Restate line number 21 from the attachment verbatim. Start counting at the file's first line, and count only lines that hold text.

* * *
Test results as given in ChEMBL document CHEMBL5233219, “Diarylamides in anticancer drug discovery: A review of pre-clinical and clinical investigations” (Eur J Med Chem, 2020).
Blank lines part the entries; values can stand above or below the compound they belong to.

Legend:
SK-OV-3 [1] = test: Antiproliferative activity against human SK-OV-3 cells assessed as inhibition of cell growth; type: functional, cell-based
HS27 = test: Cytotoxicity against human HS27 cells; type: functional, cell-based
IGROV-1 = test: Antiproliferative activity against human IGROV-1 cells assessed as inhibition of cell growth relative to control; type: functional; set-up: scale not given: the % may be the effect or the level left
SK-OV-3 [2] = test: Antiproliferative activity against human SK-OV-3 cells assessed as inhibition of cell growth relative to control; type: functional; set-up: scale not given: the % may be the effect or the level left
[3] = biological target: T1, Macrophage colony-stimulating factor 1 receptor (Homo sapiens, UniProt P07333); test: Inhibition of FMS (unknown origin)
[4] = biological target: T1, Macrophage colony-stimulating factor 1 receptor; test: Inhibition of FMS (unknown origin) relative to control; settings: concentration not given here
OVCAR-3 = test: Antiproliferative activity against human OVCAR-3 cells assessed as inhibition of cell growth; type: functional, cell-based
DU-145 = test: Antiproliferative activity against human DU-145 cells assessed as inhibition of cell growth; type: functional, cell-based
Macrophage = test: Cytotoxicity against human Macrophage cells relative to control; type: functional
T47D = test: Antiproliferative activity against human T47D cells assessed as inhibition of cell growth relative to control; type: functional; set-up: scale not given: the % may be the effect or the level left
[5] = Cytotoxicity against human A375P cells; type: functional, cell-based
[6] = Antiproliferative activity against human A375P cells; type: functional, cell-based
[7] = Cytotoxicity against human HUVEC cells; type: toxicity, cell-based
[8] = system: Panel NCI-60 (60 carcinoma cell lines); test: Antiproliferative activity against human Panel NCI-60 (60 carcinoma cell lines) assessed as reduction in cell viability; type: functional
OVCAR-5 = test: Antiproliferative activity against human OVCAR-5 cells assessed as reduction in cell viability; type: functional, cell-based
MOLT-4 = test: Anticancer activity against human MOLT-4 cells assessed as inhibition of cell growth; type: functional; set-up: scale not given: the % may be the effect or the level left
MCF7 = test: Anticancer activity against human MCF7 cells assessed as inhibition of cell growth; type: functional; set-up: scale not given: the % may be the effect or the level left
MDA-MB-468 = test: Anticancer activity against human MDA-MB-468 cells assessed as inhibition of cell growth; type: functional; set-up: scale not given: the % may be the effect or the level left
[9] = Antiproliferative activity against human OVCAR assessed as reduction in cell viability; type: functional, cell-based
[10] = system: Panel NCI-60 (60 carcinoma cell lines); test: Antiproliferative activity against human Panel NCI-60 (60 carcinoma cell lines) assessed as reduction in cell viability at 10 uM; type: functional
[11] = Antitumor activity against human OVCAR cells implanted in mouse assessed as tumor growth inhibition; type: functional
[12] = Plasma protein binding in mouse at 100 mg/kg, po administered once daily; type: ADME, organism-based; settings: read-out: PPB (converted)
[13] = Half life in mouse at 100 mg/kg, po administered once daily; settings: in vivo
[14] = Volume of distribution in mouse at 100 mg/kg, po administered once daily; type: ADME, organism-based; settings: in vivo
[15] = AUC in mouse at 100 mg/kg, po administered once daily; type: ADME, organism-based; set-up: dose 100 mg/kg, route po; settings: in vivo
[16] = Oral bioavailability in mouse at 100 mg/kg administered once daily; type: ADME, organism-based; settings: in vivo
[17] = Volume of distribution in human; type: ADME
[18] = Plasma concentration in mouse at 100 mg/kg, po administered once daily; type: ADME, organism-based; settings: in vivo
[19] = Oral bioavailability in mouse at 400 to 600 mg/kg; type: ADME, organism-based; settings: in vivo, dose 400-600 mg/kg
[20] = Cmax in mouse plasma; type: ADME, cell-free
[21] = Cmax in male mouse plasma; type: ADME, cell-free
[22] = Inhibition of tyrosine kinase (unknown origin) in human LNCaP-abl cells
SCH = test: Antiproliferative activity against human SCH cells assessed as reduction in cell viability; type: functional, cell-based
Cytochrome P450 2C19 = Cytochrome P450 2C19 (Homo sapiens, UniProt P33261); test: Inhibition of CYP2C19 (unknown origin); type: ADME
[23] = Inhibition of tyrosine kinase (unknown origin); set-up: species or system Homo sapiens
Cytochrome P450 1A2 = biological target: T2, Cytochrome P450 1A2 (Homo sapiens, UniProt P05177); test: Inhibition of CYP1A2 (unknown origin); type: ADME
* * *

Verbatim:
MDA-MB-468 = test: Anticancer activity against human MDA-MB-468 cells assessed as inhibition of cell growth; type: functional; set-up: scale not given: the % may be the effect or the level left